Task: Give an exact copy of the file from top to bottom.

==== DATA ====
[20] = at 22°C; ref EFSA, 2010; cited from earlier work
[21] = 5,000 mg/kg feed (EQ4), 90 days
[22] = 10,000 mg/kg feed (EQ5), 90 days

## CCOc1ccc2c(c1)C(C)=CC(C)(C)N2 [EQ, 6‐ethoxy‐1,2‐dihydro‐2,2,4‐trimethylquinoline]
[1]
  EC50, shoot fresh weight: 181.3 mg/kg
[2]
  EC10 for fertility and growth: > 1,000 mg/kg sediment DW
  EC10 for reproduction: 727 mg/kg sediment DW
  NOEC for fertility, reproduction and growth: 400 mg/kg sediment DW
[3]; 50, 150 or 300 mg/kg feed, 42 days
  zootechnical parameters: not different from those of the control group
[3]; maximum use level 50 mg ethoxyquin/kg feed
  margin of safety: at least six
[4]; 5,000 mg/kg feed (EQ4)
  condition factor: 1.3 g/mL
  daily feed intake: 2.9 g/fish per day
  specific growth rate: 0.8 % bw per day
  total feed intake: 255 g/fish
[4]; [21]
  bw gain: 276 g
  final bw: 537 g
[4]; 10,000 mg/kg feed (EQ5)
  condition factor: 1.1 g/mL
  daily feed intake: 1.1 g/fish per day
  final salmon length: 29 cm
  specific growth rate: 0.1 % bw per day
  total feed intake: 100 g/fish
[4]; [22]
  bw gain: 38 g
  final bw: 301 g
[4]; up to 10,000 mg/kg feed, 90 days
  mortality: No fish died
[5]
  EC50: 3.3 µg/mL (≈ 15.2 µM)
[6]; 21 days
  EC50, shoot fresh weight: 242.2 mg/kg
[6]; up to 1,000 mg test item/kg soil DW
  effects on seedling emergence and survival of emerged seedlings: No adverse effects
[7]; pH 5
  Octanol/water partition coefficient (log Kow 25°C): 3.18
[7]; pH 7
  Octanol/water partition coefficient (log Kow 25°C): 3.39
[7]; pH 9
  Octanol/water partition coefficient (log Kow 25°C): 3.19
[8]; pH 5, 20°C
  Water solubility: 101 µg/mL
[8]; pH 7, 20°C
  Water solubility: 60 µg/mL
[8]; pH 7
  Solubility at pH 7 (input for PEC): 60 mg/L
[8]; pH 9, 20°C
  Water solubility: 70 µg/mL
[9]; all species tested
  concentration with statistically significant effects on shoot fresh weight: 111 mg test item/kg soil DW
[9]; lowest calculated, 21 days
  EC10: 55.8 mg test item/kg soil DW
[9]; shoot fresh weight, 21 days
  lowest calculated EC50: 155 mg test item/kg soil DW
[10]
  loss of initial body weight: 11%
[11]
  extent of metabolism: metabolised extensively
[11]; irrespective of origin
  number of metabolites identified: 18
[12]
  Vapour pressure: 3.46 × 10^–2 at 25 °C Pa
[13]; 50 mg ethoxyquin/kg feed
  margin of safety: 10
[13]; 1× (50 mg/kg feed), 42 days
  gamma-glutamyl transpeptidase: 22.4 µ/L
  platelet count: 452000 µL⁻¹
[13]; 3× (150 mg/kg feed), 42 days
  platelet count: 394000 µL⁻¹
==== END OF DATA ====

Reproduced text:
[20] = at 22°C; ref EFSA, 2010; cited from earlier work
[21] = 5,000 mg/kg feed (EQ4), 90 days
[22] = 10,000 mg/kg feed (EQ5), 90 days

## CCOc1ccc2c(c1)C(C)=CC(C)(C)N2 [EQ, 6‐ethoxy‐1,2‐dihydro‐2,2,4‐trimethylquinoline]
[1]
  EC50, shoot fresh weight: 181.3 mg/kg
[2]
  EC10 for fertility and growth: > 1,000 mg/kg sediment DW
  EC10 for reproduction: 727 mg/kg sediment DW
  NOEC for fertility, reproduction and growth: 400 mg/kg sediment DW
[3]; 50, 150 or 300 mg/kg feed, 42 days
  zootechnical parameters: not different from those of the control group
[3]; maximum use level 50 mg ethoxyquin/kg feed
  margin of safety: at least six
[4]; 5,000 mg/kg feed (EQ4)
  condition factor: 1.3 g/mL
  daily feed intake: 2.9 g/fish per day
  specific growth rate: 0.8 % bw per day
  total feed intake: 255 g/fish
[4]; [21]
  bw gain: 276 g
  final bw: 537 g
[4]; 10,000 mg/kg feed (EQ5)
  condition factor: 1.1 g/mL
  daily feed intake: 1.1 g/fish per day
  final salmon length: 29 cm
  specific growth rate: 0.1 % bw per day
  total feed intake: 100 g/fish
[4]; [22]
  bw gain: 38 g
  final bw: 301 g
[4]; up to 10,000 mg/kg feed, 90 days
  mortality: No fish died
[5]
  EC50: 3.3 µg/mL (≈ 15.2 µM)
[6]; 21 days
  EC50, shoot fresh weight: 242.2 mg/kg
[6]; up to 1,000 mg test item/kg soil DW
  effects on seedling emergence and survival of emerged seedlings: No adverse effects
[7]; pH 5
  Octanol/water partition coefficient (log Kow 25°C): 3.18
[7]; pH 7
  Octanol/water partition coefficient (log Kow 25°C): 3.39
[7]; pH 9
  Octanol/water partition coefficient (log Kow 25°C): 3.19
[8]; pH 5, 20°C
  Water solubility: 101 µg/mL
[8]; pH 7, 20°C
  Water solubility: 60 µg/mL
[8]; pH 7
  Solubility at pH 7 (input for PEC): 60 mg/L
[8]; pH 9, 20°C
  Water solubility: 70 µg/mL
[9]; all species tested
  concentration with statistically significant effects on shoot fresh weight: 111 mg test item/kg soil DW
[9]; lowest calculated, 21 days
  EC10: 55.8 mg test item/kg soil DW
[9]; shoot fresh weight, 21 days
  lowest calculated EC50: 155 mg test item/kg soil DW
[10]
  loss of initial body weight: 11%
[11]
  extent of metabolism: metabolised extensively
[11]; irrespective of origin
  number of metabolites identified: 18
[12]
  Vapour pressure: 3.46 × 10^–2 at 25 °C Pa
[13]; 50 mg ethoxyquin/kg feed
  margin of safety: 10
[13]; 1× (50 mg/kg feed), 42 days
  gamma-glutamyl transpeptidase: 22.4 µ/L
  platelet count: 452000 µL⁻¹
[13]; 3× (150 mg/kg feed), 42 days
  platelet count: 394000 µL⁻¹